Archived Voice Articles

Student Profile: Family, education, service motivate Stacy Schaap

By Andrew De Young

To most people, Stacy Schaap’s college career may look a little abnormal. When most students were wrapping up high school, making college visits, and looking to graduation, she was planning a wedding and, later, having a child. But Schaap rarely thinks of herself as abnormal—she’s too busy juggling her roles as a wife, mother, and student to bother much with that.

“It was a hectic time,” she says, recalling the months before she came to Dordt. “But I wasn’t really into my wedding planning like some other girls are, and my mother-in-law did a lot of the work. That made it a lot easier.”

Stacy Schaap

Stacy Schaap

The statement is made matter-of-factly, and without any trace of bitterness or regret. It’s almost as if she doesn’t find anything unusual about going to college married, or anything difficult about taking classes with a child at home. Don’t be fooled—Schaap is anything but typical, and if it had been someone else who had to start their freshman year with a husband and child, they would probably have decided that college wasn’t for them.

Schaap shrugs. “I guess I’ve always planned on going to college,” she says. “My parents have drilled it into my head ever since I was young. Plus, if I hadn’t done it right away, who knows if I would have gone to college at all?”

You might say that she felt a calling to be a student. It was a calling that led her down a difficult road, since she was also called to be a mother and a wife at the time. Part of the difficulty has been simply juggling her different roles.

“There are some days I plan almost down to the minute,” she says. “Usually, something has to go, and that something is usually housecleaning.” She laughs.

But she says one of the most difficult things about being a wife, mother, and student, is the campus community that she couldn’t be a part of.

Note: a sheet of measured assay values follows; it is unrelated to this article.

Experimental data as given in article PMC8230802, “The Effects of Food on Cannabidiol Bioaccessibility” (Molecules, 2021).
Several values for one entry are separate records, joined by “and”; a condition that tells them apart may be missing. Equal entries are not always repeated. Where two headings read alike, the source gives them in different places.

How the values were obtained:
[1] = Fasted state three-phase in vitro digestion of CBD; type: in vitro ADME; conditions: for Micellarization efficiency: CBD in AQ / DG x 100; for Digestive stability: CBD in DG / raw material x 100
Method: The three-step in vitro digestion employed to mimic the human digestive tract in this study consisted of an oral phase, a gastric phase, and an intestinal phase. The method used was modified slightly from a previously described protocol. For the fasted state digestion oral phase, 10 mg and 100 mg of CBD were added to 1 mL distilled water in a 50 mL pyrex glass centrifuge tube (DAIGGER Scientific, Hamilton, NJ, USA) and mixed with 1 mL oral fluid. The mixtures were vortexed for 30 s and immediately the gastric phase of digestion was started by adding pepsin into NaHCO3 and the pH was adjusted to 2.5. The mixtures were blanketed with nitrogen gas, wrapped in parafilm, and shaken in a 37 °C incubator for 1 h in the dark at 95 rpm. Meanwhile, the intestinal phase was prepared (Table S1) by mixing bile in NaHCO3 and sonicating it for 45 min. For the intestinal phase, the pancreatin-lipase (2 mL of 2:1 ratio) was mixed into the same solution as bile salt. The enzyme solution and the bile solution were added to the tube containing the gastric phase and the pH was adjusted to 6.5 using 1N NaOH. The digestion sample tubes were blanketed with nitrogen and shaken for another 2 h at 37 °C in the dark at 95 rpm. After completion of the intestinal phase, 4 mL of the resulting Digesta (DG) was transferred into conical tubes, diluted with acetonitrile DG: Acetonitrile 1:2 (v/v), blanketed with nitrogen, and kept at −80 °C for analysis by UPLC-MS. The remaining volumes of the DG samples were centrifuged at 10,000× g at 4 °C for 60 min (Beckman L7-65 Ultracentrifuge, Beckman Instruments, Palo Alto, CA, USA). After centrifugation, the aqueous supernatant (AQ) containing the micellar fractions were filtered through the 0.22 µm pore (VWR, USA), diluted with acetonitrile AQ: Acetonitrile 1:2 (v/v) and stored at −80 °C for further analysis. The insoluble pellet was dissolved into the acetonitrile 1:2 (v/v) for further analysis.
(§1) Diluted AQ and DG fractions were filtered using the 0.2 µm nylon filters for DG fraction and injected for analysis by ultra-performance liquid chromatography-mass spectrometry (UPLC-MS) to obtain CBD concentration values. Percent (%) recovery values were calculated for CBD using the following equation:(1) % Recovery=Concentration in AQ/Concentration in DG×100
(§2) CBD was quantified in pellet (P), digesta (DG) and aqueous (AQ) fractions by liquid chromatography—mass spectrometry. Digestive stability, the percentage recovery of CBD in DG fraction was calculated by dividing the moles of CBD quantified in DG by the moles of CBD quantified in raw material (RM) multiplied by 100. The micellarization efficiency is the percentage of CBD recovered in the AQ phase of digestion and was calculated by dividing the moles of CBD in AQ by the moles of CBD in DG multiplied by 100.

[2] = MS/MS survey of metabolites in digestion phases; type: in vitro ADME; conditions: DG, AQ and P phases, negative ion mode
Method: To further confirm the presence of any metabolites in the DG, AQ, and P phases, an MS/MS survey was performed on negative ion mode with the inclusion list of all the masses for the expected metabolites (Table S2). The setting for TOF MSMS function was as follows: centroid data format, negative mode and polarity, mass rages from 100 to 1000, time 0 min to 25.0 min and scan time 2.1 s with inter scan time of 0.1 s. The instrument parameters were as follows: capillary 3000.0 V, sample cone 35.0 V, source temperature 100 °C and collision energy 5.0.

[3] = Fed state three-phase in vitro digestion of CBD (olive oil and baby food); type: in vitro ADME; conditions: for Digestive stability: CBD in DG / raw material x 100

“There are all these activities on campus that I missed out on,” she says. “Things like intramurals and weekly praise and worship. I just wouldn’t feel comfortable going to those things.”

When she was a sophomore, Schaap received another calling that only served to make her life busier.

“That’s when I decided to go into nursing,” she says. “As far as my schedule is concerned, it wasn’t the best choice—nursing students at Dordt drive to Sioux City a lot. But I enjoyed the classes, so I never reconsidered.”

Schaap says that the decision was made, in part, because of the time she spent in the hospital when her first child was born. She remembers one nurse in particular from that time, a nurse who made her stay much better than it could have been. It’s a powerful experience that has stuck with her.

“As a nurse, you are helping somebody at a vulnerable time,” she says. “It’s a time when people need comfort, when they look to God. That’s when a good nurse can be a powerful influence.”

Now finished with her four-year nursing degree, Schaap has had many opportunities to be that influence herself. At one point, she was working as a nurse’s aid in assisted living at Crown Pointe, a nursing home in Sioux Center. In addition to taking care of people’s physical needs, she’s also been able to be a help for them in times of trouble and doubt.

“In this community, it’s safe to assume the faith and values of some of the people in assisted living,” she says. “They sometimes ask me to pray with them, and there are other times when I offer.”

Stacy is aware, too, of the powerful witness that she could be to people who don’t share her faith. She says she’s eager to be in that kind of situation, a situation where her actions could be a powerful source of healing and a witness to people who don’t know the Lord.

“It would be nice to have the challenge,” she says.

Perhaps sometimes in the future, she will. For now, she’s busy at Crown Pointe—they’ve turned her work there into a full-time job. As for the testimony of her actions, her children are the ones benefiting for the time being.

“There have been a lot of times when I’ve wanted to be home more for them,” she says. “But in the long run, it’s better for me and my kids that I have an education, that I work.”

It’s the same kind of message that her own parents “drilled” into her head ever since she was young—the importance of family, the necessity of education, and the joy of service. It’s a message that Stacy Schaap hopes will come through just as strongly for her own children as it did for her.